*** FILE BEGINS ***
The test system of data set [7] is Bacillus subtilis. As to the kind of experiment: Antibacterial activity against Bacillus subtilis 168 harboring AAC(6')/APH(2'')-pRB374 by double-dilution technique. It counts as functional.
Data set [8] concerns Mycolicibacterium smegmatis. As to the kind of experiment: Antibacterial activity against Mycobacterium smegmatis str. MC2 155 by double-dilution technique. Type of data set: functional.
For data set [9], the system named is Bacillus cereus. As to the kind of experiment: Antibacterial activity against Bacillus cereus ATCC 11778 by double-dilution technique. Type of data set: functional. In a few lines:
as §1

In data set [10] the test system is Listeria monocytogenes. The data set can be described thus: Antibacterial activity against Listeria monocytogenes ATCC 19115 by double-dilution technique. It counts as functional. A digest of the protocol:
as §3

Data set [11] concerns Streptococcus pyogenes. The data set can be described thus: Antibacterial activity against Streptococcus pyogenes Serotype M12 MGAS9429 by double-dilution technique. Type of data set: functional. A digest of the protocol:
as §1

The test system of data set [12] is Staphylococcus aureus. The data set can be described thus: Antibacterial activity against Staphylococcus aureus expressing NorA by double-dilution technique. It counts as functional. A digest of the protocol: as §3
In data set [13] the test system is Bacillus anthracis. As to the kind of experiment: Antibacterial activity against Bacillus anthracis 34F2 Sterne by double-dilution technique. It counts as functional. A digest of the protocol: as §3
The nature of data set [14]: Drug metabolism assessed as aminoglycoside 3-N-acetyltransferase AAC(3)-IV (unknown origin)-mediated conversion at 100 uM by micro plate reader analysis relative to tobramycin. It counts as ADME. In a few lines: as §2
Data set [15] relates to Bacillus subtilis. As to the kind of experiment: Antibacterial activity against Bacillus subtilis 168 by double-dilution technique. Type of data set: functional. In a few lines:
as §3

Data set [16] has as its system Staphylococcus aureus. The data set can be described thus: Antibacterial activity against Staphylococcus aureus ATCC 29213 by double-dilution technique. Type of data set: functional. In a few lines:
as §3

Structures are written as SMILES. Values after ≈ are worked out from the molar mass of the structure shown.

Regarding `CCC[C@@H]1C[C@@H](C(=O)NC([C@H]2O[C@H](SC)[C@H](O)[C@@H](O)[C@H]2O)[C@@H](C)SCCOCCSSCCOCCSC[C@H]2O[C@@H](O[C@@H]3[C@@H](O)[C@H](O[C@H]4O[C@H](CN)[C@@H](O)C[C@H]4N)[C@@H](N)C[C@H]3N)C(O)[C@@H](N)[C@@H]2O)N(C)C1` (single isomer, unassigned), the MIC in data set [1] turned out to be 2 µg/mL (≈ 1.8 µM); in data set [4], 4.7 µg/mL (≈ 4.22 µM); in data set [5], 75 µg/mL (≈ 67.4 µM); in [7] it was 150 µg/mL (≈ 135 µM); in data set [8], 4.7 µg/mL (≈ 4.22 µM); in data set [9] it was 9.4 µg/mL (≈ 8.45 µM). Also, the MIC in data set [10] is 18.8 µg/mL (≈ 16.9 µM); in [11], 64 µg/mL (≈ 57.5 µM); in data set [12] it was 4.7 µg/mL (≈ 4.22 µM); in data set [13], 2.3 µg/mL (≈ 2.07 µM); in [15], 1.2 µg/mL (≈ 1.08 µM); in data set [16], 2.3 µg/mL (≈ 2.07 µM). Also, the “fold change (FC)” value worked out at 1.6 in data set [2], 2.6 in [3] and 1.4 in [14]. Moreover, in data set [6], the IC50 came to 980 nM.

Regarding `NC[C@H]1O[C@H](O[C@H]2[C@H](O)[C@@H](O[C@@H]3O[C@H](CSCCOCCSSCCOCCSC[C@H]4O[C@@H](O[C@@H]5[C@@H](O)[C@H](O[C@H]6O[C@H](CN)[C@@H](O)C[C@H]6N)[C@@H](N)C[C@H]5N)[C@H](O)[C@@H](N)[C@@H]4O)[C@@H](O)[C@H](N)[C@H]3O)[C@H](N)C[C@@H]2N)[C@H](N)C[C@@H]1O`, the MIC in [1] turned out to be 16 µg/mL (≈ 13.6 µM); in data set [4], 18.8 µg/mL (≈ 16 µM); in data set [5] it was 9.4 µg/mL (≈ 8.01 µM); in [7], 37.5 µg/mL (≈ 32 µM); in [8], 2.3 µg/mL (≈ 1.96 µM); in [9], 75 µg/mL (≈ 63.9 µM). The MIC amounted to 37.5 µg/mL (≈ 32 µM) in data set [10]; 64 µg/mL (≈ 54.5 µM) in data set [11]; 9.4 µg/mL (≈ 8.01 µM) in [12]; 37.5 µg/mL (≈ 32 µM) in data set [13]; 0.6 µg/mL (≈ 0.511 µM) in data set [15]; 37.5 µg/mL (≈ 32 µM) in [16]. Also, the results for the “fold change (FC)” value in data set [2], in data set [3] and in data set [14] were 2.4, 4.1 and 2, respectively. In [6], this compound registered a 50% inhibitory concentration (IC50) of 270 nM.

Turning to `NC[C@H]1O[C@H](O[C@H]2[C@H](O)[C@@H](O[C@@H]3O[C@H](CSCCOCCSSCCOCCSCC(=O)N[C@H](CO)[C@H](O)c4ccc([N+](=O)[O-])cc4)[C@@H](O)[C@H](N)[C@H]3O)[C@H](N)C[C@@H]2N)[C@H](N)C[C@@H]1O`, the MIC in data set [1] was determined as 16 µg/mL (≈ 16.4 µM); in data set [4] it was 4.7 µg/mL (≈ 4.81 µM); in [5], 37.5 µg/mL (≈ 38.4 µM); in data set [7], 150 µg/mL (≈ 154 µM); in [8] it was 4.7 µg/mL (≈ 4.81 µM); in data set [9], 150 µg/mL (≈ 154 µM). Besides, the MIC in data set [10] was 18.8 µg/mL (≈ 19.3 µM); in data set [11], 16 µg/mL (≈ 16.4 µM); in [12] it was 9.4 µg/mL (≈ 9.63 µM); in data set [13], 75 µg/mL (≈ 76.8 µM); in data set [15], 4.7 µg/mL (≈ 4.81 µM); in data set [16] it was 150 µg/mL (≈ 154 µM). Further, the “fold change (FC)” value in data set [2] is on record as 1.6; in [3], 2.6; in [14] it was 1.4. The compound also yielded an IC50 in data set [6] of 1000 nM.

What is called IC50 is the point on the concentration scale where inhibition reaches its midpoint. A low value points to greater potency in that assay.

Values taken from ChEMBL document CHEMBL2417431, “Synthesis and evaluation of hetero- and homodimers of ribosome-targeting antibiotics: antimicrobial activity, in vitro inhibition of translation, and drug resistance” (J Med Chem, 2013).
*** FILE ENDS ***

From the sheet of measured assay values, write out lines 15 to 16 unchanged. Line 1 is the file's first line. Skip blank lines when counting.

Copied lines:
as §3

Structures are written as SMILES. Values after ≈ are worked out from the molar mass of the structure shown.